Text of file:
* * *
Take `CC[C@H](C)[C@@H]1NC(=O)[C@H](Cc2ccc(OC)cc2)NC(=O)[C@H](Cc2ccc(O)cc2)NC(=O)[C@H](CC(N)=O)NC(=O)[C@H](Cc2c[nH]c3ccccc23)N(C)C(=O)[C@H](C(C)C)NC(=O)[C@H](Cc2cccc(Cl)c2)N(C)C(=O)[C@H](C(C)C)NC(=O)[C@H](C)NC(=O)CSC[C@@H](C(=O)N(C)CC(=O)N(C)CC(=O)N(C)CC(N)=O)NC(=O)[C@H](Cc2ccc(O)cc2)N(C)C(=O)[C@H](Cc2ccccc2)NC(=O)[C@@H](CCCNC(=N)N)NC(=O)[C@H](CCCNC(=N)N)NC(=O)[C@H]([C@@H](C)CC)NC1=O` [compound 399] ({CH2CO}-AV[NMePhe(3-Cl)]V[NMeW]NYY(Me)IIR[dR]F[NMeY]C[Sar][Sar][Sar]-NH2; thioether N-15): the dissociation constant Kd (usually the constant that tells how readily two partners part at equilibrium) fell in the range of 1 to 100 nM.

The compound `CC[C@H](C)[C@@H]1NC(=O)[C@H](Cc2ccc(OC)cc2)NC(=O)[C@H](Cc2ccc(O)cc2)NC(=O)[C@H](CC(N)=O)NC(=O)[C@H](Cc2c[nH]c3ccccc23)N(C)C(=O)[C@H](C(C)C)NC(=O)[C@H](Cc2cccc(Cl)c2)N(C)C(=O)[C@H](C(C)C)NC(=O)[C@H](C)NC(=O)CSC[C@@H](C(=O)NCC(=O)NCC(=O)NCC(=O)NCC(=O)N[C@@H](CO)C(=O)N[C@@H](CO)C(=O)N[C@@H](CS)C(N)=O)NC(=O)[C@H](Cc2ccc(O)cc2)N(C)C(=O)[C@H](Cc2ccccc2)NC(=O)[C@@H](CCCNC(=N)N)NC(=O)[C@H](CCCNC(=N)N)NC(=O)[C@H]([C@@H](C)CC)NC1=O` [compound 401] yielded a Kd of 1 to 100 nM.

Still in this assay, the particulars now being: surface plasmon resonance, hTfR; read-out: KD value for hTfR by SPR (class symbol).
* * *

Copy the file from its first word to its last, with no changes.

Take `CC[C@H](C)[C@@H]1NC(=O)[C@H](Cc2ccc(OC)cc2)NC(=O)[C@H](Cc2ccc(O)cc2)NC(=O)[C@H](CC(N)=O)NC(=O)[C@H](Cc2c[nH]c3ccccc23)N(C)C(=O)[C@H](C(C)C)NC(=O)[C@H](Cc2cccc(Cl)c2)N(C)C(=O)[C@H](C(C)C)NC(=O)[C@H](C)NC(=O)CSC[C@@H](C(=O)N(C)CC(=O)N(C)CC(=O)N(C)CC(N)=O)NC(=O)[C@H](Cc2ccc(O)cc2)N(C)C(=O)[C@H](Cc2ccccc2)NC(=O)[C@@H](CCCNC(=N)N)NC(=O)[C@H](CCCNC(=N)N)NC(=O)[C@H]([C@@H](C)CC)NC1=O` [compound 399] ({CH2CO}-AV[NMePhe(3-Cl)]V[NMeW]NYY(Me)IIR[dR]F[NMeY]C[Sar][Sar][Sar]-NH2; thioether N-15): the dissociation constant Kd (usually the constant that tells how readily two partners part at equilibrium) fell in the range of 1 to 100 nM.

The compound `CC[C@H](C)[C@@H]1NC(=O)[C@H](Cc2ccc(OC)cc2)NC(=O)[C@H](Cc2ccc(O)cc2)NC(=O)[C@H](CC(N)=O)NC(=O)[C@H](Cc2c[nH]c3ccccc23)N(C)C(=O)[C@H](C(C)C)NC(=O)[C@H](Cc2cccc(Cl)c2)N(C)C(=O)[C@H](C(C)C)NC(=O)[C@H](C)NC(=O)CSC[C@@H](C(=O)NCC(=O)NCC(=O)NCC(=O)NCC(=O)N[C@@H](CO)C(=O)N[C@@H](CO)C(=O)N[C@@H](CS)C(N)=O)NC(=O)[C@H](Cc2ccc(O)cc2)N(C)C(=O)[C@H](Cc2ccccc2)NC(=O)[C@@H](CCCNC(=N)N)NC(=O)[C@H](CCCNC(=N)N)NC(=O)[C@H]([C@@H](C)CC)NC1=O` [compound 401] yielded a Kd of 1 to 100 nM.

Still in this assay, the particulars now being: surface plasmon resonance, hTfR; read-out: KD value for hTfR by SPR (class symbol).